The IHR enjoys an associate fellowship connection with Historic England and this year we invited some of the Fellows from Historic England to deliver a lecture. The event was part of the Being Human Festival and a coincident exhibit was arranged in the IHR’s exhibit space in the Wolfson corridor.
The lecture took place on Monday, 21 November, and it was a wonderful and well-attended evening. John Cattell spoke first, providing an overview of the work of Historic England. Allan Brodie then provided a visually stimulating talk on change to various aspects of seaside communities, their beaches, and waterfronts, accented with beautiful photographs, old and new. Brodie has already published books on English seaside resorts and on Blackpool and his new book on seasides and seafronts in England is well underway.
The lecture was followed by a seaside-themed reception, complete with fish and chips, cornish pasties, and samples of Caspyn Cornish gin. We were able to screen some lovely footage from the Wellcome Collection in the background, as well as tourism films from the mid-20th century, which aimed to entice visitors to seaside towns. Punch and Judy man, Professor Robert Styles, entertained and informed the guests at the reception. We watched as Robert set up his traditional Punch and Judy theatre and he then gave “backstage” tours, displaying a collection of puppets, including some antiques, and answered questions about the history of Punch and Judy.
The event also provided a launch of sorts for the associated exhibit, also titled By the Seaside. The exhibit covers fashion and morality at the beach; seaside cures; art, music and literature inspired by the seaside; the close connection of ice cream with the English beach; and beach photography and tourism materials. The central case displays a fantastic Edwardian bathing costume, on loan from IHR Wohl Librarian, Matthew Shaw. Kelly A Spring curated the excellent display on the history of ice cream, tracing the introduction of ice cream by Italian immigrants, and the early migration of that ice cream to the seaside.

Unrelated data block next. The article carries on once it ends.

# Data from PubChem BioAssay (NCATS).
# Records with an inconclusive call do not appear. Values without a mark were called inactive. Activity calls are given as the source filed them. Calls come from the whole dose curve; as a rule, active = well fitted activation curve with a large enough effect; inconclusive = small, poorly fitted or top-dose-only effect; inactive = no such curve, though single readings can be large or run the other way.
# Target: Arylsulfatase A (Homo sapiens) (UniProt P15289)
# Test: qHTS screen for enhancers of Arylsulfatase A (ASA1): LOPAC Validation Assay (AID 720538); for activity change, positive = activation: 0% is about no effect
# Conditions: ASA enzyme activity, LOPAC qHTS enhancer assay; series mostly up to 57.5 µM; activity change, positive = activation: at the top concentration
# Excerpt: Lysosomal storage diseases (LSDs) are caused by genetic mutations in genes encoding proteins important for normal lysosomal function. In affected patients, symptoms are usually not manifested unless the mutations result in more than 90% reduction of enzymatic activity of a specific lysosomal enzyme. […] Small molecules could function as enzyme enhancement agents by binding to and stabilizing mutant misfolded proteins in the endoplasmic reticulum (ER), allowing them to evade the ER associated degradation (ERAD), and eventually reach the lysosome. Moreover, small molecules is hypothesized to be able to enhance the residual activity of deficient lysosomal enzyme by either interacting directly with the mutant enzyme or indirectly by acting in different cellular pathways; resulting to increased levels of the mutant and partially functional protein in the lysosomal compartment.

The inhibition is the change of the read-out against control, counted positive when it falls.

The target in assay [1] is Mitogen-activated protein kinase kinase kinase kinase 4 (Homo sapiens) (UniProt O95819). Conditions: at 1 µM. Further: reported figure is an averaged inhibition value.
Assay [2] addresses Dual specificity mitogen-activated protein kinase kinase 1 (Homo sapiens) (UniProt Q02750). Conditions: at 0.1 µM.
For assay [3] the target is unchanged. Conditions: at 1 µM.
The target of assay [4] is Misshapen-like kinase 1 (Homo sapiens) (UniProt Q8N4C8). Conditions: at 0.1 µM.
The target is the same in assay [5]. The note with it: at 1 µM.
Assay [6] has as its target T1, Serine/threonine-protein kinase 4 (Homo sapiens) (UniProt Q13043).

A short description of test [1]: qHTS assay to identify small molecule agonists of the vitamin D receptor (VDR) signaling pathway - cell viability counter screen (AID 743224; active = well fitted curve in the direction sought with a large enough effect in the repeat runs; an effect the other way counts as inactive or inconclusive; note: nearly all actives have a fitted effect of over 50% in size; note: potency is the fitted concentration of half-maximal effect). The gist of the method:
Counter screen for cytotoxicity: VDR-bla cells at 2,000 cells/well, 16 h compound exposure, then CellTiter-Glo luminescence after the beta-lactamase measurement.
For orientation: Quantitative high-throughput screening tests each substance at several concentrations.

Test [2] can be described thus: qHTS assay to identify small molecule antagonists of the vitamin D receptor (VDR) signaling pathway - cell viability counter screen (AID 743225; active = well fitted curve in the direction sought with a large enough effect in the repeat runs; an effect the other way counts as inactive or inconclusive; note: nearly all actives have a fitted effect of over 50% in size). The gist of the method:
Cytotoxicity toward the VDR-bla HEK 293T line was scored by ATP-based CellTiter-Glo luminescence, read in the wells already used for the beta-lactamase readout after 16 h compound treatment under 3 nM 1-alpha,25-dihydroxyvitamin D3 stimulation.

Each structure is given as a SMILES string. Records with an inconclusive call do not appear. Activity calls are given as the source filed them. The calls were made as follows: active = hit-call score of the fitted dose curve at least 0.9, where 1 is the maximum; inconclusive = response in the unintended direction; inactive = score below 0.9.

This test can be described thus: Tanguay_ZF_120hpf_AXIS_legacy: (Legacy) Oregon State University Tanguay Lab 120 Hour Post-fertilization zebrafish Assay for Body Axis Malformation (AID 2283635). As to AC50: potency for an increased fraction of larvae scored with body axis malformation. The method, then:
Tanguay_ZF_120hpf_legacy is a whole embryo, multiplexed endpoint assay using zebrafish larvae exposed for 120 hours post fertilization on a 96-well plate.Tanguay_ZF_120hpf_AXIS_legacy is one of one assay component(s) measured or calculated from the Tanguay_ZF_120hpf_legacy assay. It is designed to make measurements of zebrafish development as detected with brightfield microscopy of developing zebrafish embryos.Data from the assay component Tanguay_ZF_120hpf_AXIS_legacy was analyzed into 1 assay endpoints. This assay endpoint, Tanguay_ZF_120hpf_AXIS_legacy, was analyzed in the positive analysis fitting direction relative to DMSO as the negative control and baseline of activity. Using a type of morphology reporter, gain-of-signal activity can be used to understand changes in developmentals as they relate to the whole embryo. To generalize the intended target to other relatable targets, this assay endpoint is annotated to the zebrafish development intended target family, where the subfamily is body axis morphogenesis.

The South East Archive of Seaside Photography (SEAS) kindly loaned us about 20 incredible framed tintypes and ambrotypes, portraits of couples and groups at the beach. The early beach photographer was itinerant and was perceived at the time as more vulgar salesman than photographer, regarded with at best indifference and frequently with contempt. The work produced by these practitioners has been readily dismissed as inartistic disposable wares – cheap seaside ephemera. These photographers provided while-you-wait ambrotypes (photographs on glass) or ferrotypes (photographs on enameled iron, commonly called tintypes) and these curated items provide an opportunity to reconsider the previous aesthetic, technical and cultural disregard with which they were treated. These also provide images of late 19th and early 20th English couples, friends, and families who might not have been able to afford studio portrait photography and who, therefore, are less often captured in photos.
I had a fascinating time assembling the other cases of the exhibit and was particularly intrigued to learn more about some of the habits and practices common to early beach tourism in England and about how these have changed. I had never been aware that the drinking of large glasses of seawater was a standard part of the seaside cure in the late 18th century. Some doctors felt it was acceptable to add milk to the salt water in order to make it – allegedly – more palatable. Seawater was even bottled and sold inland, much as spa water was then and still is. Measures of modesty and the measures used to enforce modest behaviour shifted dramatically over time. Some what surprisingly, it was entirely acceptable at some resorts for men to bathe naked up into the Victorian period, and regulations about gender segregated bathing fluctuated with time and geography. There is, of course, an element of the marketplace in all of these matters. Local governments and business-people used the need for modesty as an excuse for forcing bathers into rented bathing machines, tents, huts, and changing rooms.
Joe Acheson of Hidden Orchestra, and his publisher, Full Thought Publishing, kindly allowed us to set up a listening station at the exhibit, featuring Acheson’s Marconi and the Lizard EP. As Acheson explains: “Lizard Point is the most southerly point of the UK mainland. Radio pioneer Guglielmo Marconi built a hut there in 1901, to experiment with sending radio signals over longer distances – it was in that hut that the first ever ship-to-shore SOS signal was received. I spent a week there in August 2016, in the National Trust’s first ever sound artist residency. The “Marconi and the Lizard” EP is the result of that residency.”
We hope this will be the first in a series of annual events of this kind, in collaboration with Historic England and hope, as well, that you have a chance to visit the exhibit, which will be on in the lower ground floor of the IHR until early December.